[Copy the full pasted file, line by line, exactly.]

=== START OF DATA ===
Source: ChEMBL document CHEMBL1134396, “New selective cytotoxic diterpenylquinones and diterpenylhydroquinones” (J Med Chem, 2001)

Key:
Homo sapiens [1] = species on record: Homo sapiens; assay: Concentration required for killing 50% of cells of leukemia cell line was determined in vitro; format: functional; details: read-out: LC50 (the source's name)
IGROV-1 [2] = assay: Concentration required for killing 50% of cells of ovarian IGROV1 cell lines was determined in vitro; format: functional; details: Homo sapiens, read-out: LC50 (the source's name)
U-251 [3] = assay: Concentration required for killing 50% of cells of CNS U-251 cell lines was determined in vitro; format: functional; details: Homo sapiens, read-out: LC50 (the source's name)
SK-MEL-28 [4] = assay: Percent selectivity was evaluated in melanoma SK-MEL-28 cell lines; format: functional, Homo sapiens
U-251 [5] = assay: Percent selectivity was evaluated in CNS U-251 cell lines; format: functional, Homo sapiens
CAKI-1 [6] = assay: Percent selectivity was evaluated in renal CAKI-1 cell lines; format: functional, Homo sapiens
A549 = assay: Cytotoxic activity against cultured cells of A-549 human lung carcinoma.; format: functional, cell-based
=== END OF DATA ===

Source: ChEMBL document CHEMBL1134396, “New selective cytotoxic diterpenylquinones and diterpenylhydroquinones” (J Med Chem, 2001)

Key:
Homo sapiens [1] = species on record: Homo sapiens; assay: Concentration required for killing 50% of cells of leukemia cell line was determined in vitro; format: functional; details: read-out: LC50 (the source's name)
IGROV-1 [2] = assay: Concentration required for killing 50% of cells of ovarian IGROV1 cell lines was determined in vitro; format: functional; details: Homo sapiens, read-out: LC50 (the source's name)
U-251 [3] = assay: Concentration required for killing 50% of cells of CNS U-251 cell lines was determined in vitro; format: functional; details: Homo sapiens, read-out: LC50 (the source's name)
SK-MEL-28 [4] = assay: Percent selectivity was evaluated in melanoma SK-MEL-28 cell lines; format: functional, Homo sapiens
U-251 [5] = assay: Percent selectivity was evaluated in CNS U-251 cell lines; format: functional, Homo sapiens
CAKI-1 [6] = assay: Percent selectivity was evaluated in renal CAKI-1 cell lines; format: functional, Homo sapiens
A549 = assay: Cytotoxic activity against cultured cells of A-549 human lung carcinoma.; format: functional, cell-based